OCD affects about 1% of people and can feature a fear of contamination by germs or other substances, hoarding, intense anxiety over one’s moral behavior, tics, compulsive skin-picking or body dysmorphic disorder (obsession with some perceived bodily imperfection). The disorder tends to run in families and usually appears around the ages of 10 to 12, with a later spike in rates from age 18 to 22.

No one knows what portion of obsessive-compulsive disorder cases may be tied to PANDAS — or even how prevalent the condition may be, Jenike says.


“I used to think it was exceedingly rare,” he says. “Now I think it’s exceedingly common.”

Recent research has strengthened support for PANDAS. For instance, one study demonstrated that in mice prone to autoimmune disorders (in which the immune system attacks healthy cells), exposure to strep led to OCD-like behavior. The study was published in 2009 in the journal Molecular Psychiatry.

A 2010 Yale study found that tic symptoms worsened somewhat in children with OCD following a strep infection. That study, published in Biological Psychiatry, suggests some children are vulnerable to flare-ups of OCD symptoms when stressed by infections.

Another paper, published online in August in the Journal of Pediatrics, found that, compared with children with typical OCD, children diagnosed with PANDAS were more likely to have biological evidence of a recent strep infection, a sudden onset of psychiatric symptoms and an easing of those symptoms while taking antibiotics.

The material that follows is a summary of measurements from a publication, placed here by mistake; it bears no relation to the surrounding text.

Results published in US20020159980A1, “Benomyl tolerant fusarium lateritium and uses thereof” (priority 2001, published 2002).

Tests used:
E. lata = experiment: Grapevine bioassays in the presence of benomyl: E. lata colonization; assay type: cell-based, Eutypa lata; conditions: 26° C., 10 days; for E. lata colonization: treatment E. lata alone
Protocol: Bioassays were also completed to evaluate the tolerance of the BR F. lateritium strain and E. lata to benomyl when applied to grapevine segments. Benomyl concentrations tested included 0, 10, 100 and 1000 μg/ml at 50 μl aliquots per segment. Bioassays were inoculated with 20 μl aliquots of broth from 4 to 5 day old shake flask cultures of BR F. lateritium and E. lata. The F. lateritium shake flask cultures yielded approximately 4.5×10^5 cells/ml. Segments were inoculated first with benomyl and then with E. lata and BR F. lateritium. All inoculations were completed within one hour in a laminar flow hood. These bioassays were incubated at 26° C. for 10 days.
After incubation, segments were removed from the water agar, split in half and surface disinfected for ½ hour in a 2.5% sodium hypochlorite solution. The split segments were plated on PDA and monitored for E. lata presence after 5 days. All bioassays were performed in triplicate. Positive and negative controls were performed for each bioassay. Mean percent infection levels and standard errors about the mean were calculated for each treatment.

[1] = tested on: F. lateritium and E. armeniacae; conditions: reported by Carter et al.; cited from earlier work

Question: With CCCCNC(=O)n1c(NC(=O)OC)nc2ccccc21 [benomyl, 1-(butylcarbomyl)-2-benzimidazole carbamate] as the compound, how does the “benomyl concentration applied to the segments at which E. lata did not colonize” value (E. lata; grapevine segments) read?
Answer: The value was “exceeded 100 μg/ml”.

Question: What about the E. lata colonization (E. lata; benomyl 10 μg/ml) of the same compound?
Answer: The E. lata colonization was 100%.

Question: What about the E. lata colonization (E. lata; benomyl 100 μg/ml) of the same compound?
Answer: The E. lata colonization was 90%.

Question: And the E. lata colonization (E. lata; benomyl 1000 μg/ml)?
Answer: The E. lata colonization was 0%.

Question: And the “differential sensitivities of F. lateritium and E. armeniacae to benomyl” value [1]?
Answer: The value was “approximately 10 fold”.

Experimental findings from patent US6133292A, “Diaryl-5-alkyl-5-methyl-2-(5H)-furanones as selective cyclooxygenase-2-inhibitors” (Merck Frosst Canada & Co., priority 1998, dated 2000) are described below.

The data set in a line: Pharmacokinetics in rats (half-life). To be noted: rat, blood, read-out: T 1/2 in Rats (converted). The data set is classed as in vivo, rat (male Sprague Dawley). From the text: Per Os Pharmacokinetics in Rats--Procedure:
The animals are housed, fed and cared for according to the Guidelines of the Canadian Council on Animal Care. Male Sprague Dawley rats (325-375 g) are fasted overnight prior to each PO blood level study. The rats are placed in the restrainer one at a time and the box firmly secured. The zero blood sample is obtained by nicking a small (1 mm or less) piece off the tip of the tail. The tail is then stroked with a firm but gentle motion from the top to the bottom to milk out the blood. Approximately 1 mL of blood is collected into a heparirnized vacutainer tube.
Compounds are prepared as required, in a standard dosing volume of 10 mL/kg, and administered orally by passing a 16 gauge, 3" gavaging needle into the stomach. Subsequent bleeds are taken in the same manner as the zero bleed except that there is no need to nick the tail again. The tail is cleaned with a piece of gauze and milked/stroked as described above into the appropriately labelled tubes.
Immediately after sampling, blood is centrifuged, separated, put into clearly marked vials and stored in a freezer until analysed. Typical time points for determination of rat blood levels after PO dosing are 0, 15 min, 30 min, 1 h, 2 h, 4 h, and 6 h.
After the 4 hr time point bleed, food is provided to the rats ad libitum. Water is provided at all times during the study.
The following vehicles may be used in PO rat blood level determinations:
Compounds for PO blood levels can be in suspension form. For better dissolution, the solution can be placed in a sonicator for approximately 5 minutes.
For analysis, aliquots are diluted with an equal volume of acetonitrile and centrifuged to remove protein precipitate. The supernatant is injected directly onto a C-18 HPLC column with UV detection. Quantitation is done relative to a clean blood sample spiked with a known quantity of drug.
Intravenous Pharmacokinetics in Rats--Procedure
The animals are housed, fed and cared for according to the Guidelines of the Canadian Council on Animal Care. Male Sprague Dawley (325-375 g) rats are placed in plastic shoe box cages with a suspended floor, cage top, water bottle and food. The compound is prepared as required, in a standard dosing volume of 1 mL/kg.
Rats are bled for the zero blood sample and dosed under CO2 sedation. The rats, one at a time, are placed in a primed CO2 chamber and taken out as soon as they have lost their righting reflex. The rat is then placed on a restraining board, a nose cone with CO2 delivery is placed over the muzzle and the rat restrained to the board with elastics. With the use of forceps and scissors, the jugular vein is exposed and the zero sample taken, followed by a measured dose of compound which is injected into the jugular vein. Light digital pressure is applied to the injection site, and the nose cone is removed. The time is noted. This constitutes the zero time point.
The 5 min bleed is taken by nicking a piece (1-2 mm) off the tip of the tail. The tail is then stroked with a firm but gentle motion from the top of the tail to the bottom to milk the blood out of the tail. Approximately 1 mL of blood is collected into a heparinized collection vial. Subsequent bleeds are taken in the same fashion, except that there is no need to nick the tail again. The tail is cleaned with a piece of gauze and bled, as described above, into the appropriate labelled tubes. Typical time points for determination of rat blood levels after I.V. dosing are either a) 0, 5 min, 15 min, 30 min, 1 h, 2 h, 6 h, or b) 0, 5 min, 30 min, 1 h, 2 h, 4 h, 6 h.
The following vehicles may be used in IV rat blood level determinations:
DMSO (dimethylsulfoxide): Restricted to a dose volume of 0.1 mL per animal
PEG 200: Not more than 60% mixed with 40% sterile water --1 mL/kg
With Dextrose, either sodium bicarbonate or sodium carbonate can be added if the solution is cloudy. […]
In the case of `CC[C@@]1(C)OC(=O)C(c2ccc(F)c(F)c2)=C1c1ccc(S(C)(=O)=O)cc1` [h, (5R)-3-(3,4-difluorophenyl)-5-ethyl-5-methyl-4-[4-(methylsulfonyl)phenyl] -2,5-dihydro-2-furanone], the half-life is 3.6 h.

PANDAS may be caused by a mechanism similar to that of rheumatic fever, an autoimmune disorder triggered by strep infection, says Dr. Susan Swedo, a leading researcher on the condition based at the National Institute of Mental Health in Bethesda, Md., which sponsored a symposium on the disorder last year.

When an infection occurs, the body produces antibodies to fight the bacteria and clear them from the body. But in the case of rheumatic fever, the antibody response malfunctions and the immune system attacks the heart valves, joints or parts of the brain. This autoimmune response in the brain is called Sydenham’s chorea or St. Vitus’ dance, a condition that features rapid jerking movements and tics.


In PANDAS, a vulnerable part of the brain may be the target of the wayward immune response. In a 2003 study in Nature Medicine, immunologist Madeleine Cunningham of the University of Oklahoma College of Medicine reported that antibodies generated by a strep infection can bind to neurons and prompt the release of unusual amounts of dopamine and other brain chemicals. Abnormal amounts of dopamine are thought to cause tics and OCD symptoms.

But almost every child is infected with strep at some point, and most don’t develop OCD symptoms. Some researchers say that children who develop PANDAS may have a genetic vulnerability that puts them at risk. For instance, kids with PANDAS are more likely than healthy children to have a family history of rheumatic fever, which suggests an inherited vulnerability to strep infections that go awry, says Dr. Mady Hornig, who studies interactions between the brain and immune system at Columbia University in New York.

Uncertainty and skepticism

The link between strep and OCD is hard to make “because it’s hit and run,” Hornig says. Children with PANDAS symptoms typically have recovered from their strep infection by the time they see a psychiatrist or neurologist, she says. An anti-streptococcal antibody test can show whether the child has had a strep infection within the last few months. But some children without OCD symptoms also have high antibodies to strep, and some children with PANDAS have no evidence of strep infection.